While the original anime predated both Star Wars and the original 1978 version of Battlestar Galactica, the preview (below) does intimate that the makers indulged in much viewing of Ron Moore's recent Galactica reinvention - which, really, can only be a good thing.
Keep an eye on the official website - there's not so much on there at this stage but it's sure to develop over time, methinks.
Here's the sneak preview:
© 東北新社 / 2009 ヤマトスタジオ／「宇宙戦艦ヤマト 復活篇」製作委員会 / Yoshinobu Nishizaki
Friday, January 8, 2010
Licca Kayama, better known as Licca-chan (リカちゃん), is the Japanese equivalent of Barbie – though these days far more popular here than her American predecessor.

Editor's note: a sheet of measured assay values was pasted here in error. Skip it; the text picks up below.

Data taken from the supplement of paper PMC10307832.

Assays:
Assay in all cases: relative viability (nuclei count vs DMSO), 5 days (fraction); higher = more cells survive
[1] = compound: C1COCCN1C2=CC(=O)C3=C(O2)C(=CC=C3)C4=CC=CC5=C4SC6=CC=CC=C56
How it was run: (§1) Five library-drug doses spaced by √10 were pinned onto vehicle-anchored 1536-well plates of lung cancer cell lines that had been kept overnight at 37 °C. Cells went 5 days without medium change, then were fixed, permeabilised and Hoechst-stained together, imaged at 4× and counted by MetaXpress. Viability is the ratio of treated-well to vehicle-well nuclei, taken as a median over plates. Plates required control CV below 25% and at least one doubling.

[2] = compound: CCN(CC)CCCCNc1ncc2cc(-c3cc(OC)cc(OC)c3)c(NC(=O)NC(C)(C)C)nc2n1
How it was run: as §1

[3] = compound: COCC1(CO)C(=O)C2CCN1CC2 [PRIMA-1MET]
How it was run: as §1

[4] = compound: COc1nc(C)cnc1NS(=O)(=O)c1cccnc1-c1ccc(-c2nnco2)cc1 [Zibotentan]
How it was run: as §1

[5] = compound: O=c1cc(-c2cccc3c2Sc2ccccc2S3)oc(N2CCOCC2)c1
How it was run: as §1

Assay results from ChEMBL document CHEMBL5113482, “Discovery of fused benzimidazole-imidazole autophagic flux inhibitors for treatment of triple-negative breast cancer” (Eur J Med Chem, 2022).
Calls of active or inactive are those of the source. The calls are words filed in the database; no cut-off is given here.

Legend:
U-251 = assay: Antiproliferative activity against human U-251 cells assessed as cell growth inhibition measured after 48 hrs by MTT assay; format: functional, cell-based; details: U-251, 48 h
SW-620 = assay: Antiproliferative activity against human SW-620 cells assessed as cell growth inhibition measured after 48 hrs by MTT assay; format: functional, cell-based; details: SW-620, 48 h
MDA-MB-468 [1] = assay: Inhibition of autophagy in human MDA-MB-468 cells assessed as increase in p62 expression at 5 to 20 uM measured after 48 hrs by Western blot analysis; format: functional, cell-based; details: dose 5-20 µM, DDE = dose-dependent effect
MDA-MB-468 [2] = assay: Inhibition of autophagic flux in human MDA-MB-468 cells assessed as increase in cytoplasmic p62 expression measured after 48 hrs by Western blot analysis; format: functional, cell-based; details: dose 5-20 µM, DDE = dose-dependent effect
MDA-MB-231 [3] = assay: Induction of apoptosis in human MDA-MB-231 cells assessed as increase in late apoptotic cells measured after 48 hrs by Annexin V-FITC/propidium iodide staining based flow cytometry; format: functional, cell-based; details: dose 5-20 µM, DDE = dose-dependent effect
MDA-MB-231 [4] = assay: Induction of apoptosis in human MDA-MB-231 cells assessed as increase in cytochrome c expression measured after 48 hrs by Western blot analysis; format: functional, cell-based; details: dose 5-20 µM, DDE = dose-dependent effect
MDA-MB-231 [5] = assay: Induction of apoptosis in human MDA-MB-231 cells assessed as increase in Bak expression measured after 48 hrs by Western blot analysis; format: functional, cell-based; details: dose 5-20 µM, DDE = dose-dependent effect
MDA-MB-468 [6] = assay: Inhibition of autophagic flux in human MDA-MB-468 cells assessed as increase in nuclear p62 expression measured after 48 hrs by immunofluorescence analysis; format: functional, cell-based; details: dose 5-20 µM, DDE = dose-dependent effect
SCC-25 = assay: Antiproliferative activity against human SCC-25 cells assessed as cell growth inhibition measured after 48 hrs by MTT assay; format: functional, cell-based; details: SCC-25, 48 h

She was introduced to Japan in 1967 (the same year that the only James Bond film set in Japan, You Only Live Twice, hit cinema screens) by a toy company over here called Takara. Founded in 1955, they've since merged with fellow Japanese toy company Tomy Co., Ltd. to make... well... Takaratomy Co.
You know Leiji Matsumoto, right? The creator of essential anime and manga titles like Captain Harlock, Galaxy Express 999, Space Battleship Yamato, Galaxy Railways, and several videos for Daft Punk?
Well, Licca-chan was created by Leiji Matsumoto's wife Miyako Maki – a former shojo manga artist herself before she got married and became a housewife. Since then the Licca-chan dolls, like Barbie, have had their figure and features as much as their wardrobe refined to suit the faddish preferences of youth cultures along the way, though in this case our vinyl chloride resin heroine tends to be oriented towards the Japanese sensibilities of height, looks, and definitely fashion trends. In some ways, she makes her American girls' doppelgänger look downright butch and fashion insensible.
You can check out some of the subtle changes here.